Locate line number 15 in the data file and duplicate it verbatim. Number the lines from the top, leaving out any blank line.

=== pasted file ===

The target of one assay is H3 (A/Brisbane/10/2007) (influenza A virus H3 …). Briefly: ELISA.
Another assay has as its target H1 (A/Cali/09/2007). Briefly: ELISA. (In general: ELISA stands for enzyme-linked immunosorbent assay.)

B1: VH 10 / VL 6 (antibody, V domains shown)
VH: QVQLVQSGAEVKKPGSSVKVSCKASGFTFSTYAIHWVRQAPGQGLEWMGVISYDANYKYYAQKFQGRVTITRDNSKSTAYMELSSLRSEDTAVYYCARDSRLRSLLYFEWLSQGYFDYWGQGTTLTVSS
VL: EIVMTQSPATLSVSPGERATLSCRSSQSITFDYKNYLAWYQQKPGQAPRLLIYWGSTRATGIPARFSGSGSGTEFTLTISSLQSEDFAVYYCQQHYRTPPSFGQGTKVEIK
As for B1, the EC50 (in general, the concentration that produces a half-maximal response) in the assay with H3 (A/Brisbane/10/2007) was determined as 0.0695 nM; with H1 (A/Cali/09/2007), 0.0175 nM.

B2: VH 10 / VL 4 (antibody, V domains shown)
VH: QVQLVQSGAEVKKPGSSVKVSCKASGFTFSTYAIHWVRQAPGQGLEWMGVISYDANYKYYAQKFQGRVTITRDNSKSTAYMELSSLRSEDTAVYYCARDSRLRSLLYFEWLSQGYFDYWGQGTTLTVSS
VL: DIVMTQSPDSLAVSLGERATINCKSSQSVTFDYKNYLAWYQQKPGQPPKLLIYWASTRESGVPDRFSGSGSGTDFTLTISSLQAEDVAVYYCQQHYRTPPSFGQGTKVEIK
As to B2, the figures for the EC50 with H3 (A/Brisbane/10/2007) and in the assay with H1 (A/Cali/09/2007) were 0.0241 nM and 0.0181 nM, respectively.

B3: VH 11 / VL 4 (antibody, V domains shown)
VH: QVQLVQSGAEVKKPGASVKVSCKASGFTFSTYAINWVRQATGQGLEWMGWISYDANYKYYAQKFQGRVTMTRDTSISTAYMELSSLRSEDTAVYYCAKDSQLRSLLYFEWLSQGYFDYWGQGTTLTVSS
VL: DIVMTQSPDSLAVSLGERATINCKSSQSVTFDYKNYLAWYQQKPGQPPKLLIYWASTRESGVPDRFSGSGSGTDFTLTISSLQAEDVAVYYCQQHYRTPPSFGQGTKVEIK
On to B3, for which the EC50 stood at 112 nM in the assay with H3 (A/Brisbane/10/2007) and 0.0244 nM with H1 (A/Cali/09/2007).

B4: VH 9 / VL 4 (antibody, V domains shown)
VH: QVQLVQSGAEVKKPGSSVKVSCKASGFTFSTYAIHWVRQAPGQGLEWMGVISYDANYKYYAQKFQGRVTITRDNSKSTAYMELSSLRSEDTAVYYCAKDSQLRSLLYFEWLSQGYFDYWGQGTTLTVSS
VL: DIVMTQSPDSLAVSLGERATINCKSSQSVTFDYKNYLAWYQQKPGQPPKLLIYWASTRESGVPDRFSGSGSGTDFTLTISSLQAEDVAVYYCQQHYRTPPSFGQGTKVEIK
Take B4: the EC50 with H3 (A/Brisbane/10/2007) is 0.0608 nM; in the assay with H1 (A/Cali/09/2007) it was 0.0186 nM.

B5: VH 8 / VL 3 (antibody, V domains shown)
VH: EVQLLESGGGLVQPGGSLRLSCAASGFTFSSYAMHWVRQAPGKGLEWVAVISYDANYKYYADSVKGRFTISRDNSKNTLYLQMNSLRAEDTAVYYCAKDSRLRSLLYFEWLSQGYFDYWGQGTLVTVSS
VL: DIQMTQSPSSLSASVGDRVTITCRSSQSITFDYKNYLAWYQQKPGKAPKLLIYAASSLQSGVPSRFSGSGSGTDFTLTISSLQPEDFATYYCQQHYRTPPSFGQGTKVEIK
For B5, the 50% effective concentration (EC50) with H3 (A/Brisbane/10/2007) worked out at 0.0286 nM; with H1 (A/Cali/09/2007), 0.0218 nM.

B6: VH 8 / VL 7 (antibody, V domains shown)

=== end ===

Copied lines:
B4: VH 9 / VL 4 (antibody, V domains shown)